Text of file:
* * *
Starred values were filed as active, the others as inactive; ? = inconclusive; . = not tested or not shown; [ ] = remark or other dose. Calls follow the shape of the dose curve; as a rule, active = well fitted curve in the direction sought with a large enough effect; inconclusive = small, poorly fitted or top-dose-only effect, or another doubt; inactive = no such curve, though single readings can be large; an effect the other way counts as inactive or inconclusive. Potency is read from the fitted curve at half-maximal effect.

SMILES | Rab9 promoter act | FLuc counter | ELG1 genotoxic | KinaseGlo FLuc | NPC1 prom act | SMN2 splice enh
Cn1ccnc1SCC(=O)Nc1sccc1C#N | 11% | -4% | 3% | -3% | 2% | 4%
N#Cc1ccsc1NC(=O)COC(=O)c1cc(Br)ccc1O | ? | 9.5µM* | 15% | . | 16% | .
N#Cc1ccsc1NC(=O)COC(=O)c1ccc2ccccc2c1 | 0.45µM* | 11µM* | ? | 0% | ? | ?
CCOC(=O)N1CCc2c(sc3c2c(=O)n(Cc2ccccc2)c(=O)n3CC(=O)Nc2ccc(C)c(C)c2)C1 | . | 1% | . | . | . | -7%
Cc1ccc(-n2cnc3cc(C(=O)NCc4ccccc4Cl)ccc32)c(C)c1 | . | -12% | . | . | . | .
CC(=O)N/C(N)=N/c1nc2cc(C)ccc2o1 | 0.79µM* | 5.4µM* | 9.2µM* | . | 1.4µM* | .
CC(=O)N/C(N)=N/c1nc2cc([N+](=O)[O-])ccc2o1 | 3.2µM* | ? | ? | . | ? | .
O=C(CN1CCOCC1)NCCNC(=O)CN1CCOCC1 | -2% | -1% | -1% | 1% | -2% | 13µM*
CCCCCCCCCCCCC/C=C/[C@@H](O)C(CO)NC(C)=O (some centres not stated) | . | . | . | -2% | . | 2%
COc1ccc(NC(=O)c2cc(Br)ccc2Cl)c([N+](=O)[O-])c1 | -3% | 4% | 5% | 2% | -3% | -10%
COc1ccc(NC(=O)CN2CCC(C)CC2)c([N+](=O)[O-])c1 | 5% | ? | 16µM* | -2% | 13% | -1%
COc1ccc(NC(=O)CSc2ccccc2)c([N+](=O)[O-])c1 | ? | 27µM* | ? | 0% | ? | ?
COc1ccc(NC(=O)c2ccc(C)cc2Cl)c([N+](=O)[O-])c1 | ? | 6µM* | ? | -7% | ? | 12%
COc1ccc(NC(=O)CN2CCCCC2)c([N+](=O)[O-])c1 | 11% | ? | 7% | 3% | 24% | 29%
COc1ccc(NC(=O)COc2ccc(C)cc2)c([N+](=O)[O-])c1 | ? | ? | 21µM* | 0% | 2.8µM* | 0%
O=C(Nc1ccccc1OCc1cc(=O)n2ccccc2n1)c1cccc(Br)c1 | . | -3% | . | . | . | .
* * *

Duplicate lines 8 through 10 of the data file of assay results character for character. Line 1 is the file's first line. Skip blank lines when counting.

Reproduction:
CC(=O)N/C(N)=N/c1nc2cc(C)ccc2o1 | 0.79µM* | 5.4µM* | 9.2µM* | . | 1.4µM* | .
CC(=O)N/C(N)=N/c1nc2cc([N+](=O)[O-])ccc2o1 | 3.2µM* | ? | ? | . | ? | .
O=C(CN1CCOCC1)NCCNC(=O)CN1CCOCC1 | -2% | -1% | -1% | 1% | -2% | 13µM*